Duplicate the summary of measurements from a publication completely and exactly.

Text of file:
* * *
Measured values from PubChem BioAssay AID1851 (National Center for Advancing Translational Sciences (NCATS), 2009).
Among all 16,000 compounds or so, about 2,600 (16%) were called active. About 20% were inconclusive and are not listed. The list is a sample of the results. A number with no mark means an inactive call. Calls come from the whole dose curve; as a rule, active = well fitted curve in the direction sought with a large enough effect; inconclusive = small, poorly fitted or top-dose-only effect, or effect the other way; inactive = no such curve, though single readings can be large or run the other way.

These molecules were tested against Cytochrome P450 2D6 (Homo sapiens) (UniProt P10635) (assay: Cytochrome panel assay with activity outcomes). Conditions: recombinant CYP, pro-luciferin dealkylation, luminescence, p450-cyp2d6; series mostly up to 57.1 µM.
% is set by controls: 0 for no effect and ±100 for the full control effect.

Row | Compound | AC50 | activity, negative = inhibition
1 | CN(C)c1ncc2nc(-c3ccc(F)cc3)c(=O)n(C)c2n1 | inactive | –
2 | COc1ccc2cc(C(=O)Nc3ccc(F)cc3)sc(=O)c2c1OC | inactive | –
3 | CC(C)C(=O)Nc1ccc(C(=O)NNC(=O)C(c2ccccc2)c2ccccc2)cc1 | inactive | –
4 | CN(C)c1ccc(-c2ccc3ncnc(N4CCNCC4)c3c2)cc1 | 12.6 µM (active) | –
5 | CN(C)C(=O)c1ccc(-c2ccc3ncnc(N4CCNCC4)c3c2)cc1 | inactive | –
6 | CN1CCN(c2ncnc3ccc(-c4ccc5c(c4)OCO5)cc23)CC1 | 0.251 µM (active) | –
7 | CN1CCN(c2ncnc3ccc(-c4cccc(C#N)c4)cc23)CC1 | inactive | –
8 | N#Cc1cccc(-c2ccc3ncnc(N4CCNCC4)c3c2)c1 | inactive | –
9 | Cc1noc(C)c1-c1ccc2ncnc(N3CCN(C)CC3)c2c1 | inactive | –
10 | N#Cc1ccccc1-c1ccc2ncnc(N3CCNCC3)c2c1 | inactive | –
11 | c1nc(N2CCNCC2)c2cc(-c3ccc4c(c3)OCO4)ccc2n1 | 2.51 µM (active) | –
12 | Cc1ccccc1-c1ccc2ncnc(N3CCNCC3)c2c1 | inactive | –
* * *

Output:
Measured values from PubChem BioAssay AID1851 (National Center for Advancing Translational Sciences (NCATS), 2009).
Among all 16,000 compounds or so, about 2,600 (16%) were called active. About 20% were inconclusive and are not listed. The list is a sample of the results. A number with no mark means an inactive call. Calls come from the whole dose curve; as a rule, active = well fitted curve in the direction sought with a large enough effect; inconclusive = small, poorly fitted or top-dose-only effect, or effect the other way; inactive = no such curve, though single readings can be large or run the other way.

These molecules were tested against Cytochrome P450 2D6 (Homo sapiens) (UniProt P10635) (assay: Cytochrome panel assay with activity outcomes). Conditions: recombinant CYP, pro-luciferin dealkylation, luminescence, p450-cyp2d6; series mostly up to 57.1 µM.
% is set by controls: 0 for no effect and ±100 for the full control effect.

Row | Compound | AC50 | activity, negative = inhibition
1 | CN(C)c1ncc2nc(-c3ccc(F)cc3)c(=O)n(C)c2n1 | inactive | –
2 | COc1ccc2cc(C(=O)Nc3ccc(F)cc3)sc(=O)c2c1OC | inactive | –
3 | CC(C)C(=O)Nc1ccc(C(=O)NNC(=O)C(c2ccccc2)c2ccccc2)cc1 | inactive | –
4 | CN(C)c1ccc(-c2ccc3ncnc(N4CCNCC4)c3c2)cc1 | 12.6 µM (active) | –
5 | CN(C)C(=O)c1ccc(-c2ccc3ncnc(N4CCNCC4)c3c2)cc1 | inactive | –
6 | CN1CCN(c2ncnc3ccc(-c4ccc5c(c4)OCO5)cc23)CC1 | 0.251 µM (active) | –
7 | CN1CCN(c2ncnc3ccc(-c4cccc(C#N)c4)cc23)CC1 | inactive | –
8 | N#Cc1cccc(-c2ccc3ncnc(N4CCNCC4)c3c2)c1 | inactive | –
9 | Cc1noc(C)c1-c1ccc2ncnc(N3CCN(C)CC3)c2c1 | inactive | –
10 | N#Cc1ccccc1-c1ccc2ncnc(N3CCNCC3)c2c1 | inactive | –
11 | c1nc(N2CCNCC2)c2cc(-c3ccc4c(c3)OCO4)ccc2n1 | 2.51 µM (active) | –
12 | Cc1ccccc1-c1ccc2ncnc(N3CCNCC3)c2c1 | inactive | –